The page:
One starts to wonder if it Brazilian economy is overheated. The Economist for one, came with an article – Too Hot (2/6/11) Latin America’s biggest economy is more fragile than it appears. The Economist point is mainly this: the Brazilian government has a big head and risks not doing a good job implementing reforms that are needed. On that, I agree. Lula surfed a blooming world economy thanks to the reforms that his antecessor, Fernando Henrique Cardoso, implemented. So long term, we should watch Dilma and her staff.
Now, looking at the economy itself. I collected some thoughts and data from recent report to feed our discussion. First thing is that equity markets are doing well and the IPO index is promising for 2011. Inflation is high, which for me indicates demand, right? So, interest rates go up to slow things a little . Brazilians are accustomed to high interest rates. We are on the top of the list forever now.. Real estate is another important player in this game, getting a lot of attention from investors.
What is out there:
Inflation is 6.5% and rising and .. but for 2012, the consensus remains at 4.1%.
Brazil’s central bank has increased rates five times this year from 10.75 per cent to 12.25 per cent; the highest real interest rates in the world.
The “IPO Sentiment Indicator”
Brazilian deal pipeline for the coming months, indicating a favorable sentiment. We expect about 14 deals (including 3 follow-ons) before the end of July, the cutoff date for pricing deals based on first quarter of 2011 numbers; this implies a total deal size of about USD 6.5 billion, in sectors ranging from Consumer Discretionary to Energy and Utilities.
Carlos Constantini, of Itau-Unibanco, says that “assuming the completion of these deals, one could see a positive sign from investors who believe that Brazil still offers diverse investment opportunities in various sectors. However, the same conclusion cannot be readily made about the near-term performance of the equities market .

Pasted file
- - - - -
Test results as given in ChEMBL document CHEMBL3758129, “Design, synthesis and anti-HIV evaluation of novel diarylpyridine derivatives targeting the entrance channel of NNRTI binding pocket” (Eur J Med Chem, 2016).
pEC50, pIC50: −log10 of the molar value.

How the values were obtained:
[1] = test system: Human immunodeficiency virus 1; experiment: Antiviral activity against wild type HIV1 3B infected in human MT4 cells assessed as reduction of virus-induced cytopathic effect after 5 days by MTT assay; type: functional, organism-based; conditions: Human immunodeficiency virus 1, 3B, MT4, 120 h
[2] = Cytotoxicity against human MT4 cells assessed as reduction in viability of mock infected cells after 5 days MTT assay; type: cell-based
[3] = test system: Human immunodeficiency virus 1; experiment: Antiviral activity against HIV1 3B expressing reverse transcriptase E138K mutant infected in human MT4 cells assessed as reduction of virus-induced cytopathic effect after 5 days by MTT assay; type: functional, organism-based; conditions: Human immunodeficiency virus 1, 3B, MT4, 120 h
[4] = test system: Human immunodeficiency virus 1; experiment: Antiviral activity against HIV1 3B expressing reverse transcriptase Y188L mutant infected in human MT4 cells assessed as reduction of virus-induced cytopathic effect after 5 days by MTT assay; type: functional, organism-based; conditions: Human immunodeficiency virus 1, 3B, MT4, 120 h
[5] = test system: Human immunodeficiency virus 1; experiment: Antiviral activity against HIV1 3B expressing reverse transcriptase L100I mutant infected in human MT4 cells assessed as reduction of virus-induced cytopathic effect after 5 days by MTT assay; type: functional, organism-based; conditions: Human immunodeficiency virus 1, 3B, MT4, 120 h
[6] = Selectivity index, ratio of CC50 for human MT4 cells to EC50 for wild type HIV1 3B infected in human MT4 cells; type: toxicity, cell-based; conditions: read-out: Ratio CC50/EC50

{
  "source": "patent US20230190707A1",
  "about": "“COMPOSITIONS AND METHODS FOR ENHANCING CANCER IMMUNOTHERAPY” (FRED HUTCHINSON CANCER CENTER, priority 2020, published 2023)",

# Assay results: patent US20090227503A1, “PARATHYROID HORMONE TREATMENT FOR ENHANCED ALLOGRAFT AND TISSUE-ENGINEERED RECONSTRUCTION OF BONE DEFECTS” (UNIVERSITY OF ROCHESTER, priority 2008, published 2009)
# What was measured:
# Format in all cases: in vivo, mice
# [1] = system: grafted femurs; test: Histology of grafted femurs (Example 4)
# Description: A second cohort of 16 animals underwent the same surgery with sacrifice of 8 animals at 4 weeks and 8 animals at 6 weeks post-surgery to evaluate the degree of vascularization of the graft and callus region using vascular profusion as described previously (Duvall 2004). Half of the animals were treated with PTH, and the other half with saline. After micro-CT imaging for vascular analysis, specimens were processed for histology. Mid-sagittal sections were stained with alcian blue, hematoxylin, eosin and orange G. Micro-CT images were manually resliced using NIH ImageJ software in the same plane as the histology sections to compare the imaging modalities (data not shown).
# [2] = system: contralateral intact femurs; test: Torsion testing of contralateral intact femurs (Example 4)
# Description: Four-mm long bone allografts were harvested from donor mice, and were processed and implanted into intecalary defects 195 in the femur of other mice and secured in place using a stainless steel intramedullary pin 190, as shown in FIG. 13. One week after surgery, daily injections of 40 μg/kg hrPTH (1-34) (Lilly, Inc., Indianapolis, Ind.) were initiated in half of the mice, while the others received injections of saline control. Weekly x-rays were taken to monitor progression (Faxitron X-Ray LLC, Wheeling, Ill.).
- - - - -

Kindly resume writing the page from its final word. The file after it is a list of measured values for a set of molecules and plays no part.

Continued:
Weak season for funds inflows
Considering that we are entering a period of seasonally weak inflows to Brazilian funds (due to the vacation season in the northern hemisphere), and that local investors seem already positioned in equities (mainly through the Banking and Mining sectors), we anticipate a zero-sum game period. This means that in order for a deal to go through, something will have to be sold. But Discouraging Implications for the Secondary Market
The lack of fresh money creates a “cannibalization effect” from the new deals, which could be read as evidence that, although we may be heading in the right direction, the bull market is not within reach just yet.
Is Brazil too closed (exports+imports to GDP)? Dalton Gardiman from Bradesco Corretora argues that this is definitely true, but this basic fact implies that most of the growth drivers are domestic. At a time when the strength of global demand is being questioned, there is nothing better than having truly local (and presumably less correlated) drivers.
Real estate market. Bubbles at sight?
Dalton also points out that Brazil being one of the few countries with no visible housing bubble. True. This comes from the fact that the country had no functional mortgage system until recently and mortgage loans are less than 4% of GDP. Homebuilders and real estate-related companies still have a long way to go in the country.
One important thing to be said: investment wise time frame is everything. In Brazil we come from a long period of uncertainty and constrains of all kinds. High inflation, high interest rates, lack of a good education system.. the fact that Brazil built a strong financial system and has a huge domestic market are two key pillars for future growth. Now, nothing is sure in this business. Depending on the class of investment and on the time frame, you can come out with profits or not (sorry for the common sense.. ) ..
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